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Most dictionaries agree that to bamboozle someone is to deceive, defraud and hoodwink them. No one knows for sure where the word comes from. Some say it began with a Scottish word meaning to confound. Others say it’s from the French word for baboon, which means to make a fool of. Today, if you’re buying bamboo sheets or clothing because you think they’re made from natural bamboo fibers, you’ve been bamboozled, a word Sarah Zhang coined in her article How I Got Bamboo-zled by Baby Clothes.

Bamboo fabrics

Any fabric claiming to be made from bamboo is not a natural fabric.


The fabric industry labels rayon a semisynthetic, a natural raw material converted through a chemical process into a fiber that falls into a category between natural and synthetic. Rayon is a regenerated cellulose fiber made from wood, paper, cotton fiber or bamboo.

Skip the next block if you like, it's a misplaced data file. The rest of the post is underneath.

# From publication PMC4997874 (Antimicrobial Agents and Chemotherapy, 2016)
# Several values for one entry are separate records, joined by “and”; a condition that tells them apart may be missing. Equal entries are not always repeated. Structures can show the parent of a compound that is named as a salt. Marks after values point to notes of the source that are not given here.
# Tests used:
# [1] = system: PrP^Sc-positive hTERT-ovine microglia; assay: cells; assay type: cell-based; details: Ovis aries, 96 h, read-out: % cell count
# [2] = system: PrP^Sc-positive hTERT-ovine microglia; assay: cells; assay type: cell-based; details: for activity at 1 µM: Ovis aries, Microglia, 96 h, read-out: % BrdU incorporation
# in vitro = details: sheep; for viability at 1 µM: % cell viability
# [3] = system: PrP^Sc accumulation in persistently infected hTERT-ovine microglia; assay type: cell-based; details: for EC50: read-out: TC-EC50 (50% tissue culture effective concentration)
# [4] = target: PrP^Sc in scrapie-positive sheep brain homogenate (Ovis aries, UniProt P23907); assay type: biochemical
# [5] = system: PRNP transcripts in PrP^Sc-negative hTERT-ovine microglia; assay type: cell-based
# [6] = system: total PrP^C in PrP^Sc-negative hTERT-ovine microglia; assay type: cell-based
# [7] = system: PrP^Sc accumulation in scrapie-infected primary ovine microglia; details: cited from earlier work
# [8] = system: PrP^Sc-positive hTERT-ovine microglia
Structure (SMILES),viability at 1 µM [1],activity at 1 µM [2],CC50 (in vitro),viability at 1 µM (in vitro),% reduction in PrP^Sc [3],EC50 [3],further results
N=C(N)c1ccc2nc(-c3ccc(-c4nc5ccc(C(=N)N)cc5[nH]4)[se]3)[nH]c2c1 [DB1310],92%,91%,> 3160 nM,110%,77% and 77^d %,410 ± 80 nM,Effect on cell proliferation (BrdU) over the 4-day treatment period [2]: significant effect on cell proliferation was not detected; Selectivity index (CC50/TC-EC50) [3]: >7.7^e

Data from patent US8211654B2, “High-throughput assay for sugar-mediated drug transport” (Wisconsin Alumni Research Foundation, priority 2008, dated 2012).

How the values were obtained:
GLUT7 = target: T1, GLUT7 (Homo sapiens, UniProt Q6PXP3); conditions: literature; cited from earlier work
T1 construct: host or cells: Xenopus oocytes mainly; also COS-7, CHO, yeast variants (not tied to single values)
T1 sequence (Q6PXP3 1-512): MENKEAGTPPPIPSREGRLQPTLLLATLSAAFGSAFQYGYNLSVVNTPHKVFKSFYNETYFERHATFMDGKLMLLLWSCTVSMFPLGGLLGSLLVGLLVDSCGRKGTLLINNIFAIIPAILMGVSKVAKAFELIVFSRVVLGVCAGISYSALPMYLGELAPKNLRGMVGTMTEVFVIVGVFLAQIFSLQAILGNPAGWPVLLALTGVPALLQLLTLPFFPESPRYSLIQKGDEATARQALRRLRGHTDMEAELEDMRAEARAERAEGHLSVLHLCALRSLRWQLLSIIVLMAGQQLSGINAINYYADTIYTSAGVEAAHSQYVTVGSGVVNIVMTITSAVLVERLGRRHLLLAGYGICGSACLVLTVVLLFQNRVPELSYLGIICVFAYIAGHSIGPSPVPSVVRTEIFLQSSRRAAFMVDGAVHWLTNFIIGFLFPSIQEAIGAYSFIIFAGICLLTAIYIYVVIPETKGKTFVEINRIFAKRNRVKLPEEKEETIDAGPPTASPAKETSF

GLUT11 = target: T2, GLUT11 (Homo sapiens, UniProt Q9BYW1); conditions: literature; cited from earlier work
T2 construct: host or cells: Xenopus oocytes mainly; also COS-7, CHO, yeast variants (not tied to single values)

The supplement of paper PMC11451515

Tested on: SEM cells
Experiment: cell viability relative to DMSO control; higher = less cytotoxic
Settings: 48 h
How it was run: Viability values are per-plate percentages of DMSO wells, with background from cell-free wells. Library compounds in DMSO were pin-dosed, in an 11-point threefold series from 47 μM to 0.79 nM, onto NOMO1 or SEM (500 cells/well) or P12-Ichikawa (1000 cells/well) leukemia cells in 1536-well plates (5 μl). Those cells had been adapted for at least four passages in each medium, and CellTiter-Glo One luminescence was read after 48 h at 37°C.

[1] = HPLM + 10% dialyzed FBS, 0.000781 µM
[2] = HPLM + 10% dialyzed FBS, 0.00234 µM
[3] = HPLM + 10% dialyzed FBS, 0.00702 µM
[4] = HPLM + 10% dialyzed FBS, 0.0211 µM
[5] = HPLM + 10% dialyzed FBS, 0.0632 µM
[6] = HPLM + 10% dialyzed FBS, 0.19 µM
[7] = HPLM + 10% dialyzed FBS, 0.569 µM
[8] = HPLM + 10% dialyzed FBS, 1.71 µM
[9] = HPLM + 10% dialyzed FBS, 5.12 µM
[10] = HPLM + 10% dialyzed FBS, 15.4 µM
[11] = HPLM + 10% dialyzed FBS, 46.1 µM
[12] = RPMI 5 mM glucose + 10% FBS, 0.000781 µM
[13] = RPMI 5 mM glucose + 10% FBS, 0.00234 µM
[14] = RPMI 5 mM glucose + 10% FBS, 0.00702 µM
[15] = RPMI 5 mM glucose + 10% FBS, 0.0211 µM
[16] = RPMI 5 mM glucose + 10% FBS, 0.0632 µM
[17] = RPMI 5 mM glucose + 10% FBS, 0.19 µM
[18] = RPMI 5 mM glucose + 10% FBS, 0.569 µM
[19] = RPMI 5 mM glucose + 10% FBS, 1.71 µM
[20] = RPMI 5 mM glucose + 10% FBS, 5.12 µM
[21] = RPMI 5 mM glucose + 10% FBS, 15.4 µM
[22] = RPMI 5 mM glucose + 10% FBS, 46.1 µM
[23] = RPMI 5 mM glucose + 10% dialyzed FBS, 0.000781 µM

All plants, including bamboo, are made of cellulose, a fibrous substance that makes up the walls of plant cells. Because bamboo in its natural state is hard like wood and not soft enough to be a fabric, bamboo-derived cellulose is treated with carbon disulfide. The fabrics produced from bamboo are silky, soft and breathable because they are no longer bamboo – they are nothing more than common rayon. 

How eco-friendly is the process of making rayon from bamboo?

Natural bamboo must be chemically treated to convert it into rayon. Cooking with harsh chemicals removes all of bamboo’s natural characteristics, just as it removes them from pine, spruce and hemlock trees, the primary sources of the cellulose used to make rayon. Sure, the raw materials are natural plants, but the processes used to convert them into finished fabrics are toxic – you know, malicious and harmful. The recovery rate of the toxins in most bamboo-to-rayon conversion factories is around 50%, which means that the other half of the carbon disulfide goes into the ground and the water.

What the heck is wood pulp?